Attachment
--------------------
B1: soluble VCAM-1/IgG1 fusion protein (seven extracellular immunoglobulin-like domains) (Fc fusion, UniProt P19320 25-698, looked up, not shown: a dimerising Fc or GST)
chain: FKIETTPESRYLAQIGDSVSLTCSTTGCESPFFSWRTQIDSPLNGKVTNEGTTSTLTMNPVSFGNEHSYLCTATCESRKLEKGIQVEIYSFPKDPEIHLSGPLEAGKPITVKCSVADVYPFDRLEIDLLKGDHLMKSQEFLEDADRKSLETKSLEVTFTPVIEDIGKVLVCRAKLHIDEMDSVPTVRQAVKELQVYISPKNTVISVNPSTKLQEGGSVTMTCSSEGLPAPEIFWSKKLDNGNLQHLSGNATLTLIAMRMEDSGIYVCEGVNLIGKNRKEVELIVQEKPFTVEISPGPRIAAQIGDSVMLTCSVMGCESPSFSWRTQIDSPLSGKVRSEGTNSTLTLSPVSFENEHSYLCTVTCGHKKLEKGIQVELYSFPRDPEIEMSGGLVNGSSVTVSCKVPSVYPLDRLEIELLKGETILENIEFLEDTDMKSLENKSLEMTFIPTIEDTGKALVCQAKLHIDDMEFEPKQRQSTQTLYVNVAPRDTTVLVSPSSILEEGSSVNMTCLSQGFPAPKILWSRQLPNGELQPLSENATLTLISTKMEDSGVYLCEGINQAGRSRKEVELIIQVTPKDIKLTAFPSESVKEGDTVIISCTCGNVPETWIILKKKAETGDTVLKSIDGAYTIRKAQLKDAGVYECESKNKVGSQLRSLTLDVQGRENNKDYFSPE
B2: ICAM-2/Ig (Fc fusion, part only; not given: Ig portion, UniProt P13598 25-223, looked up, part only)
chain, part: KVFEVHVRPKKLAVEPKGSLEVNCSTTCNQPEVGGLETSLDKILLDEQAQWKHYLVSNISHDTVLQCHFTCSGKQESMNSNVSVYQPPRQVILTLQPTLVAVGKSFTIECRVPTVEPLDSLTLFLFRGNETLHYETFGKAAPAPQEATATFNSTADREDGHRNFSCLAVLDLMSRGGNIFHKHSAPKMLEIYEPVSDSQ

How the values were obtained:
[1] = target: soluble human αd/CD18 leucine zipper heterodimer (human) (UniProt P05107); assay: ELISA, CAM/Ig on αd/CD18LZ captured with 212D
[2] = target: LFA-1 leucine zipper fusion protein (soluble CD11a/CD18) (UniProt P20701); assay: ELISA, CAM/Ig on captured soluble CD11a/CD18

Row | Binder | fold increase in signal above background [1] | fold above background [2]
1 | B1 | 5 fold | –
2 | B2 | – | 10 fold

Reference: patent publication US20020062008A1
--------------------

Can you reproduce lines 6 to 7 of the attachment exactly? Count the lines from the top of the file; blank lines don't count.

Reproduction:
[1] = target: soluble human αd/CD18 leucine zipper heterodimer (human) (UniProt P05107); assay: ELISA, CAM/Ig on αd/CD18LZ captured with 212D
[2] = target: LFA-1 leucine zipper fusion protein (soluble CD11a/CD18) (UniProt P20701); assay: ELISA, CAM/Ig on captured soluble CD11a/CD18